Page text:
32 results

  • Subject is exactly "criminal justice"
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Addams weighs in on the sentencing of Louis Satt, the brother of a Hull-House student.
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At the inaugural meeting of the National Juvenile Protection Association held at Hull-House, Addams argues that the police should become educated about the needs of children.
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Addams chastises newspapers for glamorizing the story of Harry Thaw, an heir to a railroad fortune who killed his wife's lover.
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Newspaper report of the lynching of six black men in Lake City, Florida, accused of murdering Robert B. Smith, a prominent white man.
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Arguing that white slavery requires an organized movement to defeat it, Addams provides examples from cases in Chicago. This is the first in a five-part series, which would ultimately be published asA New Conscience and an Ancient Evilin 1912.
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Addams gave this lecture at least two times; once at the February 2 meeting of the New York City Women's Political Union, and again on February 14 at the Boston School Voters' League. In the lecture, she discusses the philosophical relationship…
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Addams warns independent women against men who will try to take advantage of them in matters of money. This is a reprint of an article first published in 1907.
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With Maud Booth, Addams addresses the Merchant's Club, appealing for aid in helping criminals and rescuing boys who may become criminals.
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Addams describes how boyish exuberance is stunted if there are no opportunities for play.
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Addams explores the lack of opportunities, education and home life that leads young women into trouble.
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For a pamphlet published by the Peace Association of Friends, Addams argues against having rifle practice in public schools.
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Jesse Ashley's article describing a strike in Massachusetts.
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Henderson offers an analysis of Addams' statement about capital punishment in Illinois.
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Stuart tells Addams about a court case in which he defended George Weber.
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Laidlaw writes to Waldo about an brutal attack on a female social worker in New York City's Chinatown and demands an investigation.
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The Woman Suffrage Party demands that the New York Police protect social workers in Chinatown.
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Rockefeller thanks Addams for her support of the idea about which he wrote her and accepts her offer to send him a copy of her book, probablyA New Conscience and an Ancient Evil.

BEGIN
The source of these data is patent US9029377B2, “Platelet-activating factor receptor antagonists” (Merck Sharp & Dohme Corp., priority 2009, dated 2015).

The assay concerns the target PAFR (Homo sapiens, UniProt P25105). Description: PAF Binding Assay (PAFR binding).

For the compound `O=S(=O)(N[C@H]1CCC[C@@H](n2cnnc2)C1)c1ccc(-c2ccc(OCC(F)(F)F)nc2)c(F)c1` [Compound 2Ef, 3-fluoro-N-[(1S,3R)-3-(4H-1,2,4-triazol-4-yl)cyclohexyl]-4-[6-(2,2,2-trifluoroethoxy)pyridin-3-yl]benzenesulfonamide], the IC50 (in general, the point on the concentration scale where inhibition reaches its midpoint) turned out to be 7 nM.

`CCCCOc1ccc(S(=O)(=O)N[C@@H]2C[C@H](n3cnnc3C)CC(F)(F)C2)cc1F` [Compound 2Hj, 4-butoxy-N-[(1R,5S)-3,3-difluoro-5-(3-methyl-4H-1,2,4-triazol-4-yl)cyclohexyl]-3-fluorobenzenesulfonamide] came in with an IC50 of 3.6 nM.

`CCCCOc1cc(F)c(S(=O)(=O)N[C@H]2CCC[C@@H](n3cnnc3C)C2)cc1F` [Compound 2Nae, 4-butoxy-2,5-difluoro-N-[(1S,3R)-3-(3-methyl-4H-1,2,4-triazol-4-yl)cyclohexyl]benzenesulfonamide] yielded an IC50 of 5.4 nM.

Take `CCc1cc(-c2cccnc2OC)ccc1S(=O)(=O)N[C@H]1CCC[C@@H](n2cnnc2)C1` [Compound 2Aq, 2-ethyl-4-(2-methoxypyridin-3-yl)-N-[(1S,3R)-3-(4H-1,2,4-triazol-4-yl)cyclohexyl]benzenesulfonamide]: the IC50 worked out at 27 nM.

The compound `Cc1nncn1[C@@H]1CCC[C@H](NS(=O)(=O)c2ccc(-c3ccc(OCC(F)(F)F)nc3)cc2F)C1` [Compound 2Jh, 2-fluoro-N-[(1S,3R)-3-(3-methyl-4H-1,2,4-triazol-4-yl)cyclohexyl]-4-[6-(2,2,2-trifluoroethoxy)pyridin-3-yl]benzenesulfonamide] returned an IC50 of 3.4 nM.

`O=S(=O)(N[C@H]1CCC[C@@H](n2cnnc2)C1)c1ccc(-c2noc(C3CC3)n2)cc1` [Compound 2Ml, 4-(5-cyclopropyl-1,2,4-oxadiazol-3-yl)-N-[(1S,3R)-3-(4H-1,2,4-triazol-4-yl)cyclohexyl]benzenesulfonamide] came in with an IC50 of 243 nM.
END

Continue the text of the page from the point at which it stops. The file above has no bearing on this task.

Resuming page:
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Rockefeller seeks Addams' opinion on a plan of Katherine Davis to create a "Criminalistic Institute," an evaluation program for women accused of crime.
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Lyman writes Addams to share her ideas about hiring police women to monitor rooming houses and theaters to ensure the safety of vulnerable young women.
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The author sympathizes with the McNamara brothers, who bombed the Los Angeles Times building in California in October 1910, because they were insane but criticizes the Chicago newspapers for responding with bigotry against the Irish community.
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Speranza thanks Abbott and Jane Addams for their work on behalf of the American Institute of Criminal Law & Criminology in its investigation of the courts.
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Welcome, a prisoner in the Illinois State Penitentiary, asks Addams for advice regarding getting parole and asks her to assure his mother that he doing fine.
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McClure explains the publication of an article by William J. Burns in McClure's Magazine about the 1910 Los Angeles Times bombing case to Addams, because it caused her some embarrassment.
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Flexner describes a lynching in Livermore, Kentucky and the reaction of the town and arrest of the participants.
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Abbott writes Speranza with Jane Addams' opinion that the North American Civic League should conduct an investigation into crime and immigration in New York.
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Greeley praises Addams' article on the Averbuch Incident and discusses his sojourn in Maine.
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MacVeagh writes Addams about his intention to read her Charities and the Commons article on the Averbuch incident.
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Addams' argues that mob violence, and particularly lynching against African Americans in the South, erodes respect for the all among all groups and accomplishes nothing positive for any community that condones it.
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Addams addresses the Merchants Club of Chicago regarding the stealing and gambling habits of young, immigrant boys.
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Darrow writes to Addams about the defense of Abraham Issak, Julia Mechanic, and other Chicago anarchists in relation to the assassination of President William McKinley.
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